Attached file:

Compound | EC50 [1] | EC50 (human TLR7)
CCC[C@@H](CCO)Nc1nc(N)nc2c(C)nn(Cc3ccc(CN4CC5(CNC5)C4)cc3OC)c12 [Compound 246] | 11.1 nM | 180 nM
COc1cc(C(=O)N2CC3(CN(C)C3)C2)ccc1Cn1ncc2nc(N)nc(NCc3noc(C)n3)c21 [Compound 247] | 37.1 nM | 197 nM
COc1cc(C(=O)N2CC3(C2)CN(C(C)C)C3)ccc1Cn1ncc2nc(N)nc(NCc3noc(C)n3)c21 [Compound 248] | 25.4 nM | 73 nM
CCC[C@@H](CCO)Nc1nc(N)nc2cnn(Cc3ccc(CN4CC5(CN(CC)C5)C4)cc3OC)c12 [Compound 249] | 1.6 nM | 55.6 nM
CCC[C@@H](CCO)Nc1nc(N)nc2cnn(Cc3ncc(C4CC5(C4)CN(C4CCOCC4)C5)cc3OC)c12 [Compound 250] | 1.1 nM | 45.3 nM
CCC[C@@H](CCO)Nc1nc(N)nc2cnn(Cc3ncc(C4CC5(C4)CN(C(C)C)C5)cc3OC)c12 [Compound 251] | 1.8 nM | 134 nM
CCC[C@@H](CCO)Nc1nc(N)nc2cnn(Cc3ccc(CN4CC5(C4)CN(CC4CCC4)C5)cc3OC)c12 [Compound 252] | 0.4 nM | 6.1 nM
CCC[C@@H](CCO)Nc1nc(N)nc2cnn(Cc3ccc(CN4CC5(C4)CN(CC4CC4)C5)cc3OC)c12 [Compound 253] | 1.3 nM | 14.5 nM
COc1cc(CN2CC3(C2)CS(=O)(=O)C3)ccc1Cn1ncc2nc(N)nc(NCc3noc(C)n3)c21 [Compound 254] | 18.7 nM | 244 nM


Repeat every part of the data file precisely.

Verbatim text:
Compound | EC50 [1] | EC50 (human TLR7)
CCC[C@@H](CCO)Nc1nc(N)nc2c(C)nn(Cc3ccc(CN4CC5(CNC5)C4)cc3OC)c12 [Compound 246] | 11.1 nM | 180 nM
COc1cc(C(=O)N2CC3(CN(C)C3)C2)ccc1Cn1ncc2nc(N)nc(NCc3noc(C)n3)c21 [Compound 247] | 37.1 nM | 197 nM
COc1cc(C(=O)N2CC3(C2)CN(C(C)C)C3)ccc1Cn1ncc2nc(N)nc(NCc3noc(C)n3)c21 [Compound 248] | 25.4 nM | 73 nM
CCC[C@@H](CCO)Nc1nc(N)nc2cnn(Cc3ccc(CN4CC5(CN(CC)C5)C4)cc3OC)c12 [Compound 249] | 1.6 nM | 55.6 nM
CCC[C@@H](CCO)Nc1nc(N)nc2cnn(Cc3ncc(C4CC5(C4)CN(C4CCOCC4)C5)cc3OC)c12 [Compound 250] | 1.1 nM | 45.3 nM
CCC[C@@H](CCO)Nc1nc(N)nc2cnn(Cc3ncc(C4CC5(C4)CN(C(C)C)C5)cc3OC)c12 [Compound 251] | 1.8 nM | 134 nM
CCC[C@@H](CCO)Nc1nc(N)nc2cnn(Cc3ccc(CN4CC5(C4)CN(CC4CCC4)C5)cc3OC)c12 [Compound 252] | 0.4 nM | 6.1 nM
CCC[C@@H](CCO)Nc1nc(N)nc2cnn(Cc3ccc(CN4CC5(C4)CN(CC4CC4)C5)cc3OC)c12 [Compound 253] | 1.3 nM | 14.5 nM
COc1cc(CN2CC3(C2)CS(=O)(=O)C3)ccc1Cn1ncc2nc(N)nc(NCc3noc(C)n3)c21 [Compound 254] | 18.7 nM | 244 nM